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  • Writer's pictureJoshua Keene

DA: I's Brilliant Main Menu

Updated: Apr 28, 2021

I love a good main menu. They're a game's first impression and I don't think enough games put enough thought into how they should present theirs. Main menus are introductions to the world and characters, a window to peek into what you're about to immerse yourself in.

Dragon Age: Inquisition has, easily, one of my favourite main menus ever. First off, it is alive, it has a wonderful loop of Templars and Mages heading toward the peace talks at the Temple of Sacred Ashes, something which is happening as a direct consequence of Dragon Age II and is the beginning of this games events. It is directly linking to the games world and story. It has Trevor Morris' amazing main theme blaring, setting the tone perfectly and showing that Inquisition is moving away from the dark fantasy aesthetic of the last two games and is going to be an epic adventure. Additionally, the menu shows off in full force the beauty of the world and the Frostbite engine as Inquisition is the first Dragon Age game to use it, directly confronting any worry about lack lacklustre, which was a issue from Dragon Age II.

To put the cherry on top when you select new game the Temple of Sacred Ashes explodes in a massive surge of magical energy.

The temple exploding is the games inciting incident and having that happen as the player physically chooses to begin their story is genius. The anticipation this fills the player with, before the game has even begun, is like no other game. Skyrim for example, I think has a bad menu, it tells you nothing, relying entirely on the music to set any kind of tone.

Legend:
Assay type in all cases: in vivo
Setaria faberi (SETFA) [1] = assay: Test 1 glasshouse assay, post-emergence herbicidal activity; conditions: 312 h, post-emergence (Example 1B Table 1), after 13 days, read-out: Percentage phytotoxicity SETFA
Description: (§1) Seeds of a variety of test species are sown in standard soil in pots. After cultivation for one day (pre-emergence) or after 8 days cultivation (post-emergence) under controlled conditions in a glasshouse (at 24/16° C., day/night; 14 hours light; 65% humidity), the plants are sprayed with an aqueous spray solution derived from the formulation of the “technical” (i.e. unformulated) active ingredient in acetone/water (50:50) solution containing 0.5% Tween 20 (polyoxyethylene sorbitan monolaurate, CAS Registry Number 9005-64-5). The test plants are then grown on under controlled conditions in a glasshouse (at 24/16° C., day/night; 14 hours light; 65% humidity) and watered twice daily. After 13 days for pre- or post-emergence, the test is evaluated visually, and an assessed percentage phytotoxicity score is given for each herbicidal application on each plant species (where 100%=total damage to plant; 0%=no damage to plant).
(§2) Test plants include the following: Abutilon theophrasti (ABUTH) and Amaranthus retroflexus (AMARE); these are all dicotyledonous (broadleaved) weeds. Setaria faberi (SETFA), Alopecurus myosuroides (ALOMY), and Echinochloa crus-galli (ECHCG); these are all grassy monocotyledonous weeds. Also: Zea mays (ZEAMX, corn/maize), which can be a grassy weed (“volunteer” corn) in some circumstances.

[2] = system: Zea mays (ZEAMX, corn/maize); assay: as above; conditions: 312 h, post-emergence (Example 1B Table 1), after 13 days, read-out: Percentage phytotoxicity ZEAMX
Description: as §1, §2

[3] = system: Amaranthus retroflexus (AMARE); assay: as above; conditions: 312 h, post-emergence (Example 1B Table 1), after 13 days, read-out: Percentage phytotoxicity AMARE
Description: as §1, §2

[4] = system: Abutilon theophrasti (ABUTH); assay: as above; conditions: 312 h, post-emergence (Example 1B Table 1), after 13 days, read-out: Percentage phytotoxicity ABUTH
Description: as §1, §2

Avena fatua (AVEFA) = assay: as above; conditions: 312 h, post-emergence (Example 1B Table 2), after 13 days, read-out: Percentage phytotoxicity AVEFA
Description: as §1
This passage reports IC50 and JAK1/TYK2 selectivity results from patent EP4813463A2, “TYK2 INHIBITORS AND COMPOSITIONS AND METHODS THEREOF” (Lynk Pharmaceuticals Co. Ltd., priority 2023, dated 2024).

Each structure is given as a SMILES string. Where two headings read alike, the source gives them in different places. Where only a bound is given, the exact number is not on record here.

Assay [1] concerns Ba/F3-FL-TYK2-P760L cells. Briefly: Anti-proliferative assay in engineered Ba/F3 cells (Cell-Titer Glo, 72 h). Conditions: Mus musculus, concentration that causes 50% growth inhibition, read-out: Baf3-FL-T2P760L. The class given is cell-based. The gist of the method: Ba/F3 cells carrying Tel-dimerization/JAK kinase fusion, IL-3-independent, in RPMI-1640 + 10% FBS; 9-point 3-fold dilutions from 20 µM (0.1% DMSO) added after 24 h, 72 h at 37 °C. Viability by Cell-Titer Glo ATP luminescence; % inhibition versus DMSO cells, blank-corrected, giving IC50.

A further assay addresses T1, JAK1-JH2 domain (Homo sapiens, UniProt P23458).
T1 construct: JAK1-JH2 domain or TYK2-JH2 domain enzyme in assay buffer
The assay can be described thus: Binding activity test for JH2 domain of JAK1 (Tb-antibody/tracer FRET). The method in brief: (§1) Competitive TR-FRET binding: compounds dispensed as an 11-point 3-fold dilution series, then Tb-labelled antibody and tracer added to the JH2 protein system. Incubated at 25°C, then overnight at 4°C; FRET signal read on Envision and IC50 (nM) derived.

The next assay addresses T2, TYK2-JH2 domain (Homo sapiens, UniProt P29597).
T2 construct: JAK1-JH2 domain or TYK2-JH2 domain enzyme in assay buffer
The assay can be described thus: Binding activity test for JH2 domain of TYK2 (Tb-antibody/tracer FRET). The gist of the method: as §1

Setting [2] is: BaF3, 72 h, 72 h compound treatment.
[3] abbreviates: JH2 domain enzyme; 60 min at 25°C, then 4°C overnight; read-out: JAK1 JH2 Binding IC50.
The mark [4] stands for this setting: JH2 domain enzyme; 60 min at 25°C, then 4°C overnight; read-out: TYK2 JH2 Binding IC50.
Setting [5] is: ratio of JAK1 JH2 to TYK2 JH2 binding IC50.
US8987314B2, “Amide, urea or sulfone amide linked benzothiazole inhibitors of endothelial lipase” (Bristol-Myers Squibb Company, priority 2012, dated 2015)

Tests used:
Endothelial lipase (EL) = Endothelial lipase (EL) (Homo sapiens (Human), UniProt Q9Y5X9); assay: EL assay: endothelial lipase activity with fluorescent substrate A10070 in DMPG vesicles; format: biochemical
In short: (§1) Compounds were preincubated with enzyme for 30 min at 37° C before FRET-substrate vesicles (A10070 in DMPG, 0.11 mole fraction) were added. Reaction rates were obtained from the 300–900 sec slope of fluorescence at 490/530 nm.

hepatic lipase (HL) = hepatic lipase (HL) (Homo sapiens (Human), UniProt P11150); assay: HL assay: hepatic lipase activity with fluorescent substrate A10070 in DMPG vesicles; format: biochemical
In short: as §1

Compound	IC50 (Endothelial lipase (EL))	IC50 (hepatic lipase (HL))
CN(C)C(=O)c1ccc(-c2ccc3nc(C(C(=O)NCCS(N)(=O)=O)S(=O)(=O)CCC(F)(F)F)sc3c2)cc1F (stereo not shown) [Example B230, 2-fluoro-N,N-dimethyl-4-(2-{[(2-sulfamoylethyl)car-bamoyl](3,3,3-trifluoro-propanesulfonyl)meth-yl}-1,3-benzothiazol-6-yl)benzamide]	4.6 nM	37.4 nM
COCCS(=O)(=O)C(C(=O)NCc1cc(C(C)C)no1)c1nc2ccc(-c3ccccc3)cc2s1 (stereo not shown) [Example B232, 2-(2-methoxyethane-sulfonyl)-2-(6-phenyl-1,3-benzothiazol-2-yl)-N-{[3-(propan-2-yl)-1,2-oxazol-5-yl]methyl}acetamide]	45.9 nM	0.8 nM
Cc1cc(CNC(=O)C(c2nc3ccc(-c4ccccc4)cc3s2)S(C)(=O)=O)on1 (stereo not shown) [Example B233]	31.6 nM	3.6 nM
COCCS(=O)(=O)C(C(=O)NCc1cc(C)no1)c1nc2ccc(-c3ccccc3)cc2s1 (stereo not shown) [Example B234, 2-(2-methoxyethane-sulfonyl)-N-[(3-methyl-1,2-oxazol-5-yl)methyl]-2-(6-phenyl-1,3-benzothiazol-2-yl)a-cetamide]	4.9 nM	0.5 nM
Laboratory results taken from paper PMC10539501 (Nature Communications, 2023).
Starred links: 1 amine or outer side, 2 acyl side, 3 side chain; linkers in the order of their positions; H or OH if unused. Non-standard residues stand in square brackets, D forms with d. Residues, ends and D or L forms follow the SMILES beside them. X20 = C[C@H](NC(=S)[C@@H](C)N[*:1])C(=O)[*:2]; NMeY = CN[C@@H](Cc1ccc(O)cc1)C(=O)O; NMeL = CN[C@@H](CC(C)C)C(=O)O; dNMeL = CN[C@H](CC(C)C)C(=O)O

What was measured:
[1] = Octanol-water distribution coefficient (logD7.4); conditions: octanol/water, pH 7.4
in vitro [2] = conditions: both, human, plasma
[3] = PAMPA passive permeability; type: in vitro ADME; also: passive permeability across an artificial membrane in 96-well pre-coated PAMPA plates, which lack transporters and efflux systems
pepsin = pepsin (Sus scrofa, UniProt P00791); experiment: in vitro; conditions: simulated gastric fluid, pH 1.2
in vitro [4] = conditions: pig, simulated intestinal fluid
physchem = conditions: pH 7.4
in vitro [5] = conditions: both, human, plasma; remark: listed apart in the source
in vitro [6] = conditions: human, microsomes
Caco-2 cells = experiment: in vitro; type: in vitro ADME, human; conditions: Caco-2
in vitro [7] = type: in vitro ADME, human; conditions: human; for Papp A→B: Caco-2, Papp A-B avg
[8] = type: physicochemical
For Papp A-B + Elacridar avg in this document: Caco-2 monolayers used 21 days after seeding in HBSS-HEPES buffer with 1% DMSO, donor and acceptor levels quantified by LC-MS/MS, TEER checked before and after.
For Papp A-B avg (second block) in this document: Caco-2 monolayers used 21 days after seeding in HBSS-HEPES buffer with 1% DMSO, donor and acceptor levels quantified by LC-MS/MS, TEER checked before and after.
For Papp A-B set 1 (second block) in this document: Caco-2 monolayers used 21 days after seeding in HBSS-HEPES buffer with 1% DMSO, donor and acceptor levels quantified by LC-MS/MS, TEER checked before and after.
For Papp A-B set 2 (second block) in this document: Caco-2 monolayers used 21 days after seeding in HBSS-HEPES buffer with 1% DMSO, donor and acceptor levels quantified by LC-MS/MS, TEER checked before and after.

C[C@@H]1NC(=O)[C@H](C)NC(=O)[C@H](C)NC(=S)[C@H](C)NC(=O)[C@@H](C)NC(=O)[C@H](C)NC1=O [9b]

Imagine if Skyrim had a similar approach to Inquisition, perhaps a shot of Imperial guards standing watch at the border between Cyrodiil and Skyrim, maybe a loop of people going through the border, then when new game is pressed Stormcloaks spring out of the trees and the Imperials ready themselves and sound the alarm. This would be a far more engaging opening, it could show off the border tensions, it introduces the Stormcloaks and sets up the carriage ride into Helgen.

It doesn't necessarily need to be all action or excitement either, The Witcher 3 has a menu I like too. It doesn't have any huge eye-catching action, but it is a perfect peek into the world and into Geralt, as well has showing off the games visuals, which never hurts.

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